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FOXO1 couples metabolic activity and growth state in the vascular endothelium

Official URL:https://doi.org/10.1038/nature16498
PubMed:View item in PubMed
Creators Name:Wilhelm, K. and Happel, K. and Eelen, G. and Schoors, S. and Oellerich, M.F. and Lim, R. and Zimmermann, B. and Aspalter, I.M. and Franco, C.A. and Boettger, T. and Braun, T. and Fruttiger, M. and Rajewsky, K. and Keller, C. and Bruening, J.C. and Gerhardt, H. and Carmeliet, P. and Potente, M.
Journal Title:Nature
Journal Abbreviation:Nature
Volume:529
Number:7585
Page Range:216-220
Date:14 January 2016
Keywords:Cell Proliferation, Cell Respiration, Forkhead Transcription Factors, Glycolysis, Human Umbilical Vein Endothelial Cells, Inbred C57BL Mice, Proto-Oncogene Proteins c-myc, Signal Transduction, Vascular Endothelium, Animals, Mice
Abstract:Endothelial cells (ECs) are plastic cells that can switch between growth states with different bioenergetic and biosynthetic requirements. Although quiescent in most healthy tissues, ECs divide and migrate rapidly upon proangiogenic stimulation. Adjusting endothelial metabolism to the growth state is central to normal vessel growth and function, yet it is poorly understood at the molecular level. Here we report that the forkhead box O (FOXO) transcription factor FOXO1 is an essential regulator of vascular growth that couples metabolic and proliferative activities in ECs. Endothelial-restricted deletion of FOXO1 in mice induces a profound increase in EC proliferation that interferes with coordinated sprouting, thereby causing hyperplasia and vessel enlargement. Conversely, forced expression of FOXO1 restricts vascular expansion and leads to vessel thinning and hypobranching. We find that FOXO1 acts as a gatekeeper of endothelial quiescence, which decelerates metabolic activity by reducing glycolysis and mitochondrial respiration. Mechanistically, FOXO1 suppresses signalling by MYC (also known as c-MYC), a powerful driver of anabolic metabolism and growth. MYC ablation impairs glycolysis, mitochondrial function and proliferation of ECs while its EC-specific overexpression fuels these processes. Moreover, restoration of MYC signalling in FOXO1-overexpressing endothelium normalizes metabolic activity and branching behaviour. Our findings identify FOXO1 as a critical rheostat of vascular expansion and define the FOXO1-MYC transcriptional network as a novel metabolic checkpoint during endothelial growth and proliferation.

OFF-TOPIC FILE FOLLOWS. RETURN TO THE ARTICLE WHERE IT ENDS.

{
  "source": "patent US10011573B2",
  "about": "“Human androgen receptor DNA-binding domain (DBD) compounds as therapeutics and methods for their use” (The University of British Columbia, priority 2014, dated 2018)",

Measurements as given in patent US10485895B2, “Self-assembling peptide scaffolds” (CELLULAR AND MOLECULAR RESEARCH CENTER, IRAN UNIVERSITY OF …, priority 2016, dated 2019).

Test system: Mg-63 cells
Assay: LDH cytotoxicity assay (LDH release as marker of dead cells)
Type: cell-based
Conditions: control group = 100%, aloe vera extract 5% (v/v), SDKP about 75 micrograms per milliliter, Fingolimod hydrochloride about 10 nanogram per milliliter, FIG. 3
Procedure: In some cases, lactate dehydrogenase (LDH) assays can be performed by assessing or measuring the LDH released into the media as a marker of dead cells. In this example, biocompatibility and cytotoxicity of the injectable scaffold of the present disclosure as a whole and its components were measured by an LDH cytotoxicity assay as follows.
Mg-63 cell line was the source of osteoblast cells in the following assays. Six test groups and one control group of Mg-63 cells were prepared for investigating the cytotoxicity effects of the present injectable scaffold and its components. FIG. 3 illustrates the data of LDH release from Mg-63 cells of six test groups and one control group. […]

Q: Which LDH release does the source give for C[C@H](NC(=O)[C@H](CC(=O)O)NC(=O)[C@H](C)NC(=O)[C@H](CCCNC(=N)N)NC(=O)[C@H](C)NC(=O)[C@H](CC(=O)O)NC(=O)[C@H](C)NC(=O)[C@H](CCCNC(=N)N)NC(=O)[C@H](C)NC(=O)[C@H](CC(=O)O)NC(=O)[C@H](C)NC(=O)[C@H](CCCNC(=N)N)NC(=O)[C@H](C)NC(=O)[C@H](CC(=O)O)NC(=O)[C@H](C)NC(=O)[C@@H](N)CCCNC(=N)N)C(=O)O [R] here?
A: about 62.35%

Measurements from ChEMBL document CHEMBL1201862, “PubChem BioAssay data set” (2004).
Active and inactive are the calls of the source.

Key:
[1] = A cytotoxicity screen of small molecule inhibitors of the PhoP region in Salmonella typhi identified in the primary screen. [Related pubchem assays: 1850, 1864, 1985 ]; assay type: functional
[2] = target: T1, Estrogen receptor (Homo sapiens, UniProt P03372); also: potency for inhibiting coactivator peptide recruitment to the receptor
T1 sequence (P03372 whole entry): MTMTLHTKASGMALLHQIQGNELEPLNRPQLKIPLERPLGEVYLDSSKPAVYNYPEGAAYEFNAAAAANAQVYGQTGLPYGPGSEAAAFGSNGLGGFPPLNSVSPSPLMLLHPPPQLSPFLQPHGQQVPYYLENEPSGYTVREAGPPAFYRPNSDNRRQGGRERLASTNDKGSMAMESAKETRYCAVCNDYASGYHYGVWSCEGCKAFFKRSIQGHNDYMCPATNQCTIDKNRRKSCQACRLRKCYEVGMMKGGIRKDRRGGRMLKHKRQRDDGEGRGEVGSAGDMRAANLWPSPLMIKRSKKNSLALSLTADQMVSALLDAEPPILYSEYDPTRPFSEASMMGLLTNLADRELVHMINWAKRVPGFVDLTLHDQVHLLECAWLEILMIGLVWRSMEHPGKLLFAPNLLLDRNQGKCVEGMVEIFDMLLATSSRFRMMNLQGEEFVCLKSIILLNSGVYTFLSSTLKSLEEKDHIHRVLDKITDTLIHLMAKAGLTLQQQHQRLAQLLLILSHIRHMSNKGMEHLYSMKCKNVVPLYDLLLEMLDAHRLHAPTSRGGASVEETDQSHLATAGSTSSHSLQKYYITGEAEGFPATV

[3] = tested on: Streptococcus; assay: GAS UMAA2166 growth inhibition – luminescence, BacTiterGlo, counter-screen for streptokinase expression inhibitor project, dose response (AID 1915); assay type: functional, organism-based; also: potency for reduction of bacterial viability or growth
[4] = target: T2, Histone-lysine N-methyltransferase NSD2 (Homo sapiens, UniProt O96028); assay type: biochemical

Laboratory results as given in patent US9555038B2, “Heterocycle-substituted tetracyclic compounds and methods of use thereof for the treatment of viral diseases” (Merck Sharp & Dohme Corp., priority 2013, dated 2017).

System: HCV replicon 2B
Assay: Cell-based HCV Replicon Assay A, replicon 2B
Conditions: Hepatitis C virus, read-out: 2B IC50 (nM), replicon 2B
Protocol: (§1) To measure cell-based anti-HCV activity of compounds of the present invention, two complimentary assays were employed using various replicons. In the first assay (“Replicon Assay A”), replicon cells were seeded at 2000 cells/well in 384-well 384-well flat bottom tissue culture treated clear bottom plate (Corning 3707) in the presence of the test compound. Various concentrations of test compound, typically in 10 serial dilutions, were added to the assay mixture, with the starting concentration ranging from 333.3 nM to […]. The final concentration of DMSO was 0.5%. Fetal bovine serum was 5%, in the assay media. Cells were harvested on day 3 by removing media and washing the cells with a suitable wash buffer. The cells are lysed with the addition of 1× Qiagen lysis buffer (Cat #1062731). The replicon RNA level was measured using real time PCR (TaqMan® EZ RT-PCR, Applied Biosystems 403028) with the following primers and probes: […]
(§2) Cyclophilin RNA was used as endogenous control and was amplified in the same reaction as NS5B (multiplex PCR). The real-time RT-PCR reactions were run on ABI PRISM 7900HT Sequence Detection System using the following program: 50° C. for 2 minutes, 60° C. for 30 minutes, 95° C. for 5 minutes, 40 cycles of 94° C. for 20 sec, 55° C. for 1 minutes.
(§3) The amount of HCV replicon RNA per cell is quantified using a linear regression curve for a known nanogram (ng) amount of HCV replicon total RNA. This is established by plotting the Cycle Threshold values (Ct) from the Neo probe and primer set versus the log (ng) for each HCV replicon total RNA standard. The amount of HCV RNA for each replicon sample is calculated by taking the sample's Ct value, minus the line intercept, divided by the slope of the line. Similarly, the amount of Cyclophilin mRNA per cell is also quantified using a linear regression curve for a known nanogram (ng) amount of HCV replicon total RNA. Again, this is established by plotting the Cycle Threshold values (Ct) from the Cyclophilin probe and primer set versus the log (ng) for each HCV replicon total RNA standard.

ISSN:0028-0836
Publisher:Nature Publishing Group (U.K.)
Item Type:Article

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